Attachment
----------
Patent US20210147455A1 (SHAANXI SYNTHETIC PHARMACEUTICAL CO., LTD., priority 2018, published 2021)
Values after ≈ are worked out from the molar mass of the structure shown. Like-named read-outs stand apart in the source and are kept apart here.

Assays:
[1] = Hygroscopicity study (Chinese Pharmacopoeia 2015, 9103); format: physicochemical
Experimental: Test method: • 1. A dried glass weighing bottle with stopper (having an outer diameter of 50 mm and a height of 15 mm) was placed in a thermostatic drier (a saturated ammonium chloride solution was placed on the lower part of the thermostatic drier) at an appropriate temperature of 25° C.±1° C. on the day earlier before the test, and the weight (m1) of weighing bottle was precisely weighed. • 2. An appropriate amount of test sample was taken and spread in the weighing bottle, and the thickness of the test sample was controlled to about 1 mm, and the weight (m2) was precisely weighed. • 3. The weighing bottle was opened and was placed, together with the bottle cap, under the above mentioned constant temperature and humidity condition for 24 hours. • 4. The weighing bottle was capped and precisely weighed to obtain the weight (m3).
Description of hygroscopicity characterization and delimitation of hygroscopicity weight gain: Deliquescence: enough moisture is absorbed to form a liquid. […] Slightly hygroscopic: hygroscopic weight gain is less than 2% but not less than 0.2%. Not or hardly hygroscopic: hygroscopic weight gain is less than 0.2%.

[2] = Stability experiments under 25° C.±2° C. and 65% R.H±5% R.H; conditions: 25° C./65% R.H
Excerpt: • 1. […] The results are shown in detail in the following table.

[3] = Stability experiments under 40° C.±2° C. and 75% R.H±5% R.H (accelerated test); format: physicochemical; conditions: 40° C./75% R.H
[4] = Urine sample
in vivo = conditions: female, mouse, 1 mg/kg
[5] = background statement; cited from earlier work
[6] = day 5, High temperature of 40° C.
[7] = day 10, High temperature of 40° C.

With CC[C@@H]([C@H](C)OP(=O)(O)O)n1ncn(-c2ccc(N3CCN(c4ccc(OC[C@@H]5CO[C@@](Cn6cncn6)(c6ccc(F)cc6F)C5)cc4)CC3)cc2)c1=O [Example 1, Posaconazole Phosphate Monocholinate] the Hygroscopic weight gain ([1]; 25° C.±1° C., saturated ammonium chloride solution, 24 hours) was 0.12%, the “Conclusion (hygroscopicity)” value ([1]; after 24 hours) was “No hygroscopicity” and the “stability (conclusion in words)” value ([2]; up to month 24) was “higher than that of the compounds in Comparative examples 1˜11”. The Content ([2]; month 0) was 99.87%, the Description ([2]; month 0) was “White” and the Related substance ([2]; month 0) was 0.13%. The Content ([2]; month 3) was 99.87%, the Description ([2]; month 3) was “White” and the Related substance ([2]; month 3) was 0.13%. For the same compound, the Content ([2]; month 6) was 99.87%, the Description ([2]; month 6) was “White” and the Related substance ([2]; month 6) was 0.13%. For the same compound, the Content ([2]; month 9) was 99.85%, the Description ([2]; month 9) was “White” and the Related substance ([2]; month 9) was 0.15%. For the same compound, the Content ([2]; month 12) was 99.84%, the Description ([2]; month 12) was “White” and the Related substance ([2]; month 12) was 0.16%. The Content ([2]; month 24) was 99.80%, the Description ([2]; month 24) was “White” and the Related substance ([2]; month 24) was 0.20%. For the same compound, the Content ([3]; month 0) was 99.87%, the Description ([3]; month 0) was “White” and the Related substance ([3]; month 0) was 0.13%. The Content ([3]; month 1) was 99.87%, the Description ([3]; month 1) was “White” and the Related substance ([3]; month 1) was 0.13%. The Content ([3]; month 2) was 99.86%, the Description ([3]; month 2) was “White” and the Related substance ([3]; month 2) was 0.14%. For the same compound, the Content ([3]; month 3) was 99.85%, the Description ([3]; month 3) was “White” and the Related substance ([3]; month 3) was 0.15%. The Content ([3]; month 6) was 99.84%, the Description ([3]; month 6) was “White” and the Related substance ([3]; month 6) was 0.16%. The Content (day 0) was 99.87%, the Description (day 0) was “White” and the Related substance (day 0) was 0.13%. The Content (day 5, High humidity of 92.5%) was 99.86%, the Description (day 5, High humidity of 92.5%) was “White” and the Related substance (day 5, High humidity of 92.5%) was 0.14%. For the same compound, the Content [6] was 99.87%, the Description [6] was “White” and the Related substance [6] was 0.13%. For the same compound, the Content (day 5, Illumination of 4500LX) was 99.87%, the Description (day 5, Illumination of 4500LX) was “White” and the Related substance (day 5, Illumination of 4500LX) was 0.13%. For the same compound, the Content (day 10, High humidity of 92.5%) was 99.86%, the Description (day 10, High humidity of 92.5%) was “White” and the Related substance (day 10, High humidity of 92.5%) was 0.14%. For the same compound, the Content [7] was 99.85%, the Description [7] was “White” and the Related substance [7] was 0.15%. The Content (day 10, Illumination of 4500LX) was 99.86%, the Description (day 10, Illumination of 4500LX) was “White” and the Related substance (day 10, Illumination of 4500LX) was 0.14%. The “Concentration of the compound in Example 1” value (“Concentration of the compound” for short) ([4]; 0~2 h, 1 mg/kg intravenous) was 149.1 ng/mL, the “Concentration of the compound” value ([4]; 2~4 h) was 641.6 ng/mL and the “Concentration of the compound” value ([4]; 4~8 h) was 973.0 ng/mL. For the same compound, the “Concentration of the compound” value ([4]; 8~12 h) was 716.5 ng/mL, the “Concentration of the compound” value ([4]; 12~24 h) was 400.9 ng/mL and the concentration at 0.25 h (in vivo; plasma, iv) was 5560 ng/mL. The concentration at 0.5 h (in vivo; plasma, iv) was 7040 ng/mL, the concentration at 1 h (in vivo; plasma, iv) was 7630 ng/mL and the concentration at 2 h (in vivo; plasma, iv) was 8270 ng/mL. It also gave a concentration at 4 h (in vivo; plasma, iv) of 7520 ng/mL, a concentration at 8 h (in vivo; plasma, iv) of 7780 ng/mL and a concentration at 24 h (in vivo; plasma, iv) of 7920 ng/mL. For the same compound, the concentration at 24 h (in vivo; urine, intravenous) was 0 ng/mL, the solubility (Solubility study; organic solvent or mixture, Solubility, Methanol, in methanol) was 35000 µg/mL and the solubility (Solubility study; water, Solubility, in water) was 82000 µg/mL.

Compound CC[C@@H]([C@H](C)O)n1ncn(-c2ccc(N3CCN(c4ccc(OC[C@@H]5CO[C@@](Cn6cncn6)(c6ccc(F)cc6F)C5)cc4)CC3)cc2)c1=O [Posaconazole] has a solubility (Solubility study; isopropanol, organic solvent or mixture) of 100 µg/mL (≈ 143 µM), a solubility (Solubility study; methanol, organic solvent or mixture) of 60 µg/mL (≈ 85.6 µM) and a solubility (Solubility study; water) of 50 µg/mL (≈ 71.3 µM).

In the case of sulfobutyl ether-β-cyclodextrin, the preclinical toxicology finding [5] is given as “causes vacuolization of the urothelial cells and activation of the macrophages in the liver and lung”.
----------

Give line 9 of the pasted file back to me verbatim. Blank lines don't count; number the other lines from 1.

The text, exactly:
[3] = Stability experiments under 40° C.±2° C. and 75% R.H±5% R.H (accelerated test); format: physicochemical; conditions: 40° C./75% R.H